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Soybeans Flat on Weak Demand, Ample Global Supplies

December 3, 2019 at 16:13 by Andrew Moran

Soybean futures are trading relatively flat on Tuesday as weak North American demand and ample global supplies have placed a cap on their recent rally. Soybean prices had rebounded and snapped an eight-session skid, a losing streak that added to three-month declines. With US and China still unable to reach a trade agreement, it might be trying times for the agricultural commodity heading into 2020.

January soybean futures rose $0.0075, or 0.09%, to $8.7125 per bushel at 14:55 GMT on Tuesday on the Chicago Board of Trade (CBoT). Soybean has fallen 7% over the last month, adding to its year-to-date drop of 2.5%.

Commodities investors are anxiously waiting for signs that are pointing to a phase one deal between the world’s two largest economies. In the return from the Thanksgiving holiday weekend, it was reported that Chinese officials want tariff rollbacks as part of phase one. The White House doubled down on threats to impose tariffs on the remaining $156 billion in Chinese goods on December 15.

President Donald Trump also surprised global markets when he restored tariffs on Argentine and Brazilian aluminum and steel exports because of currency devaluation. It should be noted that China has increased its imports of soybeans from Argentina and Brazil.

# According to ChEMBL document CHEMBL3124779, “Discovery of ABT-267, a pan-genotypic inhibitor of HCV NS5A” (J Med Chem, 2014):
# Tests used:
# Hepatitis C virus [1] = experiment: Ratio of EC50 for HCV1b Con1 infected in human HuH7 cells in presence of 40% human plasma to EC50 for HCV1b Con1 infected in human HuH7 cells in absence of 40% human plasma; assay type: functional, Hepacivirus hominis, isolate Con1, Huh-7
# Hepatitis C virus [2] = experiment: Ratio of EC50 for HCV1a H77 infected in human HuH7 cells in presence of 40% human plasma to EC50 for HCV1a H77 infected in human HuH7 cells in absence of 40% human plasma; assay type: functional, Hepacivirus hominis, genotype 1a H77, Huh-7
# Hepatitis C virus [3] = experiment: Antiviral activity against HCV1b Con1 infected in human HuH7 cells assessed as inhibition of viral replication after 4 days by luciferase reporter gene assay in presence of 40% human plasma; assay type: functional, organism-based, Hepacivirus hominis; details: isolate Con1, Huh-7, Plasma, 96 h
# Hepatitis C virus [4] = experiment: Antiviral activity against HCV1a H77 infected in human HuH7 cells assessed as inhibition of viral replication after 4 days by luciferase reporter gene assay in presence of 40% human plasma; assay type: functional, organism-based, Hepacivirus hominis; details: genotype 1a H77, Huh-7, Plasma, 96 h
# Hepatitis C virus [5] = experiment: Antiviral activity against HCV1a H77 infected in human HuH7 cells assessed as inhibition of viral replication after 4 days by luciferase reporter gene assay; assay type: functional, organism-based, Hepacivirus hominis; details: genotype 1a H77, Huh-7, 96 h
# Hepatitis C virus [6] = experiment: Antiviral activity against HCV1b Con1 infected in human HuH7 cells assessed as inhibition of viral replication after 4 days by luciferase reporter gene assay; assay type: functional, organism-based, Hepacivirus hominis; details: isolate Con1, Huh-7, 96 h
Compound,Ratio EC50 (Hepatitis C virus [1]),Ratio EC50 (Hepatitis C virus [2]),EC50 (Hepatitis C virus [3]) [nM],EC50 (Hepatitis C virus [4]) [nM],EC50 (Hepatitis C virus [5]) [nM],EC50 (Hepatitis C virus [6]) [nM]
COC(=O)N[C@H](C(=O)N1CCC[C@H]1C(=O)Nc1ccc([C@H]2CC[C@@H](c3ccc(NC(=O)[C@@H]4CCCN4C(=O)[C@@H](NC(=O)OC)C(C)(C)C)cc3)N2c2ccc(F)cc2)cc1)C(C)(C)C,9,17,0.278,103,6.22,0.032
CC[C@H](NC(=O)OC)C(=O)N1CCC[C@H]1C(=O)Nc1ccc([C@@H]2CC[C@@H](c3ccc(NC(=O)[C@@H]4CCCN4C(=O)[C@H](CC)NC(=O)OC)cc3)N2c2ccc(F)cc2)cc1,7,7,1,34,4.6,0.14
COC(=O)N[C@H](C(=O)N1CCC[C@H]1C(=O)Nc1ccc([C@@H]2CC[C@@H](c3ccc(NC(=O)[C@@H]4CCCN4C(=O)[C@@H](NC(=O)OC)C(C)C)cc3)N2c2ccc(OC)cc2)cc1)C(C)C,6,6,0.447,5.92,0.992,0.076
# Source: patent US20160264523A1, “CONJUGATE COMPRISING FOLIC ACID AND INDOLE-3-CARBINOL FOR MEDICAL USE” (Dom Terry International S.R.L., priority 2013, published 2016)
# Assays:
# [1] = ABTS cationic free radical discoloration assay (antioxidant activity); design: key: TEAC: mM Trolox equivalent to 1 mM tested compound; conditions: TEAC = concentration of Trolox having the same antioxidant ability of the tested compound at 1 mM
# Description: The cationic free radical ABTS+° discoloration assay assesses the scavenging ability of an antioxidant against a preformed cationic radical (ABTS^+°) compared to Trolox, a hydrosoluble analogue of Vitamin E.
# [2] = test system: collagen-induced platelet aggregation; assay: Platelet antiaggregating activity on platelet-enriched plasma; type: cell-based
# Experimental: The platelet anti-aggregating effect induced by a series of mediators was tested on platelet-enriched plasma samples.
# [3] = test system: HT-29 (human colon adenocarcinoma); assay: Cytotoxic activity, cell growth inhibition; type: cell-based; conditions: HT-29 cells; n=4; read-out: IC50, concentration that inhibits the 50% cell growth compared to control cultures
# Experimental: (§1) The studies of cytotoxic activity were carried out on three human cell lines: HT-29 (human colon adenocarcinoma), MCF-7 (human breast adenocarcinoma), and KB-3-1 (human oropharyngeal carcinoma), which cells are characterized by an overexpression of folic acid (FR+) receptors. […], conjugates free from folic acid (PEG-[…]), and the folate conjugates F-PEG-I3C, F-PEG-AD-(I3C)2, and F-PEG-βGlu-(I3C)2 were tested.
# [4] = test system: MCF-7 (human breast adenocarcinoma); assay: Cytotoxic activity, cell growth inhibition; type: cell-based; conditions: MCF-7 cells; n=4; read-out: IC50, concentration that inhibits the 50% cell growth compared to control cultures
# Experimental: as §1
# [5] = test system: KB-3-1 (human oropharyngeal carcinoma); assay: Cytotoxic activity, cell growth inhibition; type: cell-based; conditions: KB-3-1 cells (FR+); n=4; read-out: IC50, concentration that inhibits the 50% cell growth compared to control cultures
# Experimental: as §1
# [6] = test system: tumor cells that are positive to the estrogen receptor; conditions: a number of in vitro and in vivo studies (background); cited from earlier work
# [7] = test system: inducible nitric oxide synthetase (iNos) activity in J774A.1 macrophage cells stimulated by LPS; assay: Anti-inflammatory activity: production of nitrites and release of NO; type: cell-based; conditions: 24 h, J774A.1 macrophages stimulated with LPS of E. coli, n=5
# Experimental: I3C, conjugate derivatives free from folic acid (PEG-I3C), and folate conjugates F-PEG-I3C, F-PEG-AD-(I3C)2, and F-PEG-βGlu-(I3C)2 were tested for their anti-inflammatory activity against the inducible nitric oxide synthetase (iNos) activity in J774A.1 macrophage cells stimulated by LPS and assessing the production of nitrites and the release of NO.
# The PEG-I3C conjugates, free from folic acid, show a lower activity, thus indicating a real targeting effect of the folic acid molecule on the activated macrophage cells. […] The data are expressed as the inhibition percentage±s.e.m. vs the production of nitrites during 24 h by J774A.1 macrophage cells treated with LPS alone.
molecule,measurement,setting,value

According to the US Department of Agriculture (USDA), soybean export inspections fell 20% last week, from 1.952 million tons to 1.545 million tons, falling short of trade estimates.

A new Reuters survey of 16 market analysts found that Brazil’s 2019–2020 soybean harvest could hit a record high of 122.7 million tons. A separate Agroconsult report noted that port premiums of about 8% are protecting the nation’s soybean prices.

Are financial markets bullish on soybeans yet? It turns out that money managers and hedge funds posted a record selloff of soybeans last month, suggesting that the big money is leaving agriculture.

In other commodity markets, January corn futures added $0.0175, or 0.46%, to $3.8375 per pound. January wheat futures shed $0.035, or 0.65%, to $5.3175 a bushel. January coffee futures surged $0.0225, or 1.84%, to $1.2425 per pound.

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